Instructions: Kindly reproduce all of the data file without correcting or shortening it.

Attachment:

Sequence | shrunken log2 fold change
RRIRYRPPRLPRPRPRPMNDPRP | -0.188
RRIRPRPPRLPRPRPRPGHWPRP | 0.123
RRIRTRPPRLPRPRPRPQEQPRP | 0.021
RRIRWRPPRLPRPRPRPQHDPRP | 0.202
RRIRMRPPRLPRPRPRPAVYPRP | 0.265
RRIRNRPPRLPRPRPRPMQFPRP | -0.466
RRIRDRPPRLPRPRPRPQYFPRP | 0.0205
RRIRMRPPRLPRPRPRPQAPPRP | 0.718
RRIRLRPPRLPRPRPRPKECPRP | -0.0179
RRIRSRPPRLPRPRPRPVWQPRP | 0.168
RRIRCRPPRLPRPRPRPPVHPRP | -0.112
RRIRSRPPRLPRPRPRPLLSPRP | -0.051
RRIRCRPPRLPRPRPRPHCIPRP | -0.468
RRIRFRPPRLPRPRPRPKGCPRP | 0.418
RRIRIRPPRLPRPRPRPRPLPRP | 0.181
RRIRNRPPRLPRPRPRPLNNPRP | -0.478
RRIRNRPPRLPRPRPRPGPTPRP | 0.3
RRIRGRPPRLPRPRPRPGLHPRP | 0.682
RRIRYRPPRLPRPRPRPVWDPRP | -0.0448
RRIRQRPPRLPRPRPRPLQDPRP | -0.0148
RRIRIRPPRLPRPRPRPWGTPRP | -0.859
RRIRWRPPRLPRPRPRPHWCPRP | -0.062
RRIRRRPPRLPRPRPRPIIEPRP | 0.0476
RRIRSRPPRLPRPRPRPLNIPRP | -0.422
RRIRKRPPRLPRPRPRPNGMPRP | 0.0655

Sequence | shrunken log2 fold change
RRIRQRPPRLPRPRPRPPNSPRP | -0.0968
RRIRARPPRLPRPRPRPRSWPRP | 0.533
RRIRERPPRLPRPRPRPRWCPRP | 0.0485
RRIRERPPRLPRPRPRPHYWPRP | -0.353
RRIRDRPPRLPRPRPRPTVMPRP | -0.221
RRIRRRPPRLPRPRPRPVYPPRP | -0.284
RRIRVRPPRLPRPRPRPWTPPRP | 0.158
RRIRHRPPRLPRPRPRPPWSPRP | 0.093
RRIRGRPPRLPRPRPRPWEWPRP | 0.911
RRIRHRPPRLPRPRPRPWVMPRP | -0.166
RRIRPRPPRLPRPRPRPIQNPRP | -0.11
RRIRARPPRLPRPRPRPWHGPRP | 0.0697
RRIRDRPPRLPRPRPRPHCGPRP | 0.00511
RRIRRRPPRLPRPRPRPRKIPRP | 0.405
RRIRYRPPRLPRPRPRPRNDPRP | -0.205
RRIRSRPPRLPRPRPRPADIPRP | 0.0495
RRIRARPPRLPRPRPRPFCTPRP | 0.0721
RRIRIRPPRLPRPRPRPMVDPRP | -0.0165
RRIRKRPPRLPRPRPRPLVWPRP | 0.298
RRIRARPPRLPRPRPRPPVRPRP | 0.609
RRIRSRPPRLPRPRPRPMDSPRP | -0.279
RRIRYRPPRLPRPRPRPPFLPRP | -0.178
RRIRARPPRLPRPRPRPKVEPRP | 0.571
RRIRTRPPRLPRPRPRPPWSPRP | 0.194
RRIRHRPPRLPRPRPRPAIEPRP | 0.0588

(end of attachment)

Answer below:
Sequence | shrunken log2 fold change
RRIRYRPPRLPRPRPRPMNDPRP | -0.188
RRIRPRPPRLPRPRPRPGHWPRP | 0.123
RRIRTRPPRLPRPRPRPQEQPRP | 0.021
RRIRWRPPRLPRPRPRPQHDPRP | 0.202
RRIRMRPPRLPRPRPRPAVYPRP | 0.265
RRIRNRPPRLPRPRPRPMQFPRP | -0.466
RRIRDRPPRLPRPRPRPQYFPRP | 0.0205
RRIRMRPPRLPRPRPRPQAPPRP | 0.718
RRIRLRPPRLPRPRPRPKECPRP | -0.0179
RRIRSRPPRLPRPRPRPVWQPRP | 0.168
RRIRCRPPRLPRPRPRPPVHPRP | -0.112
RRIRSRPPRLPRPRPRPLLSPRP | -0.051
RRIRCRPPRLPRPRPRPHCIPRP | -0.468
RRIRFRPPRLPRPRPRPKGCPRP | 0.418
RRIRIRPPRLPRPRPRPRPLPRP | 0.181
RRIRNRPPRLPRPRPRPLNNPRP | -0.478
RRIRNRPPRLPRPRPRPGPTPRP | 0.3
RRIRGRPPRLPRPRPRPGLHPRP | 0.682
RRIRYRPPRLPRPRPRPVWDPRP | -0.0448
RRIRQRPPRLPRPRPRPLQDPRP | -0.0148
RRIRIRPPRLPRPRPRPWGTPRP | -0.859
RRIRWRPPRLPRPRPRPHWCPRP | -0.062
RRIRRRPPRLPRPRPRPIIEPRP | 0.0476
RRIRSRPPRLPRPRPRPLNIPRP | -0.422
RRIRKRPPRLPRPRPRPNGMPRP | 0.0655

Sequence | shrunken log2 fold change
RRIRQRPPRLPRPRPRPPNSPRP | -0.0968
RRIRARPPRLPRPRPRPRSWPRP | 0.533
RRIRERPPRLPRPRPRPRWCPRP | 0.0485
RRIRERPPRLPRPRPRPHYWPRP | -0.353
RRIRDRPPRLPRPRPRPTVMPRP | -0.221
RRIRRRPPRLPRPRPRPVYPPRP | -0.284
RRIRVRPPRLPRPRPRPWTPPRP | 0.158
RRIRHRPPRLPRPRPRPPWSPRP | 0.093
RRIRGRPPRLPRPRPRPWEWPRP | 0.911
RRIRHRPPRLPRPRPRPWVMPRP | -0.166
RRIRPRPPRLPRPRPRPIQNPRP | -0.11
RRIRARPPRLPRPRPRPWHGPRP | 0.0697
RRIRDRPPRLPRPRPRPHCGPRP | 0.00511
RRIRRRPPRLPRPRPRPRKIPRP | 0.405
RRIRYRPPRLPRPRPRPRNDPRP | -0.205
RRIRSRPPRLPRPRPRPADIPRP | 0.0495
RRIRARPPRLPRPRPRPFCTPRP | 0.0721
RRIRIRPPRLPRPRPRPMVDPRP | -0.0165
RRIRKRPPRLPRPRPRPLVWPRP | 0.298
RRIRARPPRLPRPRPRPPVRPRP | 0.609
RRIRSRPPRLPRPRPRPMDSPRP | -0.279
RRIRYRPPRLPRPRPRPPFLPRP | -0.178
RRIRARPPRLPRPRPRPKVEPRP | 0.571
RRIRTRPPRLPRPRPRPPWSPRP | 0.194
RRIRHRPPRLPRPRPRPAIEPRP | 0.0588